At the same time I met Robert, we fell in love and he was the one who encouraged me to leave the band and do my own thing.
At that time I didn’t own an electrical guitar, let alone a guitar amp!
We started rehearsing, recording fragments and that was the start of KLA.
Can you talk about your song ‘Youth Unbroken’, taken from the new album? There is a line that says “let’s drive and become another stereotype two people who may never arrive”. Can you tell me about that particular line and also, was this song autobiographical.
Deniz Cicek– I wrote this song after finishing the second season of Bloodline which really got to me because I saw so many similarities to the struggles of my own family and how the things you and also your parents experience in their adolescence can be a burden you carry all of your life and define who you are.
That particular line is meant to be a little ironic because of course you are looking for reasons for your mental restlessness, just like everyone else. This restlessness, this quest for peace of mind is so common that it is almost a cliché.
Another song that I’m curious about is the track ‘Illusion Of Control’. What inspired this cut?
Deniz Cicek – It is a straight forward indie guitar track. The main instrumental theme is the lead guitar, which can be seen in a Lo-Fi / Surf context a la Mac Demarco or even the Beach Boys.
With the lyrics of this song I wanted to give an example on how nobody can control the dreams they have or the love they feel.
On another note it was kind of a funny coincidence how a few months after recording the song the whole city was plastered with posters for the second Mr.Robot season (one of my favourite TV-shows!) with the slogan “Control is an illusion”.
Although there is a tinge of melancholy throughout the LP, there is also an air of hope that follows. What would you want the listener to take away after listening to the new record?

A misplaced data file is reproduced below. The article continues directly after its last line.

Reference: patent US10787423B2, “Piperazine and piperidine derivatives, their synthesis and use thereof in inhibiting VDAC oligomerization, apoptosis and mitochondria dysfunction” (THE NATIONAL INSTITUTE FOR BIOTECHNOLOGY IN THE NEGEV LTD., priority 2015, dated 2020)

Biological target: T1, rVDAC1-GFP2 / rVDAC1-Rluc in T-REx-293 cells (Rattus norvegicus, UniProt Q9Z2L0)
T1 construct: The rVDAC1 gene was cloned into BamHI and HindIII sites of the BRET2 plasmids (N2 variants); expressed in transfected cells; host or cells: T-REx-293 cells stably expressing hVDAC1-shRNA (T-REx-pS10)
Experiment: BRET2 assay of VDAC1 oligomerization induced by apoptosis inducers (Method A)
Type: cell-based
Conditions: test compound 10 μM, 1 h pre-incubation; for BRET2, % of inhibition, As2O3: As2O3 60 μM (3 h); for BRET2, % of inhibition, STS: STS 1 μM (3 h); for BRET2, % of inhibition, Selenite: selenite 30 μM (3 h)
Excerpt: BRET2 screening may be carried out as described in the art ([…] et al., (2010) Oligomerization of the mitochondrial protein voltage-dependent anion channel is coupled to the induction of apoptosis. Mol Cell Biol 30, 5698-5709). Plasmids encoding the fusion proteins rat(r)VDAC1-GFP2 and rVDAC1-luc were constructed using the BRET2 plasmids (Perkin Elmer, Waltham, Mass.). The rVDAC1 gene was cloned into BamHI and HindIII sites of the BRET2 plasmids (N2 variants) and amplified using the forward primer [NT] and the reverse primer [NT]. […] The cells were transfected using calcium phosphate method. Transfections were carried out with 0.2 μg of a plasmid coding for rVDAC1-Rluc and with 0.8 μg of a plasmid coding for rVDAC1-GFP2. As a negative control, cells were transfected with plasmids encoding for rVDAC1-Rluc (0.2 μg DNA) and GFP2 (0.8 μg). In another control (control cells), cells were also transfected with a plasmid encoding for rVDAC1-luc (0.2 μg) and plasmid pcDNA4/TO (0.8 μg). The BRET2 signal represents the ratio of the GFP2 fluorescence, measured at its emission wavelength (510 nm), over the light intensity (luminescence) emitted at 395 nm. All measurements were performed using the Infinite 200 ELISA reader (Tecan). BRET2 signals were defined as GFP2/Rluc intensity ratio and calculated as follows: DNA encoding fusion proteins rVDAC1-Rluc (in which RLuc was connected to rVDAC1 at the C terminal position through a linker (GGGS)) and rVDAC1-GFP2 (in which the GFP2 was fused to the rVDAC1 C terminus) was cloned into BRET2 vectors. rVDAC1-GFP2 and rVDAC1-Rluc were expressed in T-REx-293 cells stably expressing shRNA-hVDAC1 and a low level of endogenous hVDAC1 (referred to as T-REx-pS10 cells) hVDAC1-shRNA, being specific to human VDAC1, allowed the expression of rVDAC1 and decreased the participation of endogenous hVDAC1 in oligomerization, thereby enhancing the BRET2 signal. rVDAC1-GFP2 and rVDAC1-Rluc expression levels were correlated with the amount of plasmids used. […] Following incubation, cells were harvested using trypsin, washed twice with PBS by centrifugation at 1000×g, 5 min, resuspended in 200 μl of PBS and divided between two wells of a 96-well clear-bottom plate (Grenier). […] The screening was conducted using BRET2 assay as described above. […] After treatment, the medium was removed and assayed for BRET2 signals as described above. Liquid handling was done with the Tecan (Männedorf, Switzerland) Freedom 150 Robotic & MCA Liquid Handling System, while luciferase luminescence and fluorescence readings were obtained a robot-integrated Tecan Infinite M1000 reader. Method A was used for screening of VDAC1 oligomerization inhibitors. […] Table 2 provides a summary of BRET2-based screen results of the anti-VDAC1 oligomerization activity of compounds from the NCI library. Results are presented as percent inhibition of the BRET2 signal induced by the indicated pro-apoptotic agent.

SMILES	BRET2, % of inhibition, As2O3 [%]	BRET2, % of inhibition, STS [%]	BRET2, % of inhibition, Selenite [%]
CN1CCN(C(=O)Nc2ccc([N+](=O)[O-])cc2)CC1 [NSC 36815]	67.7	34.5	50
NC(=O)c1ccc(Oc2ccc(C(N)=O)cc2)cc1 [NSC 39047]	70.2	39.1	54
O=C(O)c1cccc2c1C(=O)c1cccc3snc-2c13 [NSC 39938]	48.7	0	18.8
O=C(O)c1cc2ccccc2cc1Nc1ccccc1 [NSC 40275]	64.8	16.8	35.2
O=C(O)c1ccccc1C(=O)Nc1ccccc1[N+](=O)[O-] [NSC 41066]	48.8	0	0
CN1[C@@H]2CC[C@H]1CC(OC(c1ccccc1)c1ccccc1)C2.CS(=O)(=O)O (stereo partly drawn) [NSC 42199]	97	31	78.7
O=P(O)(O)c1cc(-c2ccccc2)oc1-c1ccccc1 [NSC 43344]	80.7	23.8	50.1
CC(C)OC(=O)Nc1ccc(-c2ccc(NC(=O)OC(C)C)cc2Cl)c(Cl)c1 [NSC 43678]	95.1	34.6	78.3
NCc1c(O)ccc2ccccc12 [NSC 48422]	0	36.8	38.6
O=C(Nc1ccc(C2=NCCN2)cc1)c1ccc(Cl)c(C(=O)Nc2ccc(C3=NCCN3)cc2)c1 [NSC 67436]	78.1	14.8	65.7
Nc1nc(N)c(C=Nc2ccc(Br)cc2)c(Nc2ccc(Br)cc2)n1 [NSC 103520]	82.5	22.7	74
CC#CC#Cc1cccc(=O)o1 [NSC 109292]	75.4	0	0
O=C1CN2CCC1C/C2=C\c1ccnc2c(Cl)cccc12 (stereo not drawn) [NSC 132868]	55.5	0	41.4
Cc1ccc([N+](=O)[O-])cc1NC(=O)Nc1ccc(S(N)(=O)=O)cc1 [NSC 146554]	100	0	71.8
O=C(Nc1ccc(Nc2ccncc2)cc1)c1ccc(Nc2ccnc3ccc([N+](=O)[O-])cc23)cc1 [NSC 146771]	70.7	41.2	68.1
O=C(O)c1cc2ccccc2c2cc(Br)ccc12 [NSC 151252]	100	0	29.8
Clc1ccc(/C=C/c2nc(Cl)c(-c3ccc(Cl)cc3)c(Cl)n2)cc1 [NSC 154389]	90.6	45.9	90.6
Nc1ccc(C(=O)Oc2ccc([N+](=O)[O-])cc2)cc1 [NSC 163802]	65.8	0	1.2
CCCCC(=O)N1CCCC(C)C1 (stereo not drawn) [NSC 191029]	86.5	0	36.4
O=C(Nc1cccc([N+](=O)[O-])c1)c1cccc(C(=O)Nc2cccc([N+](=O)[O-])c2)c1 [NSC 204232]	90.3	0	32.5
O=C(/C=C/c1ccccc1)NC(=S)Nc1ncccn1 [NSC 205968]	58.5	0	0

Deniz Cicek – That is a very good observation. Call Yourself New is a record that emerged in a time of upheaval, after almost a decade of self denial and not having the courage to be the person that I want to be, not having the guts to live up to my own expectations. I was sick of it, sick of myself, sick of all my self doubts and worries that kept me in a cocoon of fake security.
I want to encourage people to have the guts to stick up for their beliefs and their dreams, I want to tell them that they are not alone with their darkness and that I am with them along the way, with my music.
One day you have to pick yourself up, take all that negativity and transform it into something brighter, something new. That is the quintessence of the record.
They say pain helps to foster some of the best art. Do you think that’s true and also when creating, where do you go for inspiration?
Deniz Cicek – I am always walking a fine line between having my personal struggles as my fuel and letting them paralyze me and drag me down. I still haven’t figured out how to control them, but in moments of absolute clarity, when I feel so close to figuring everything out, I am the most productive, almost like in a tunnel.
Finally, what does the band have planned for the Summer in terms of shows, etc.?
Deniz Cicek – We will play a couple of shows along with our album release in April and some festivals in late summer.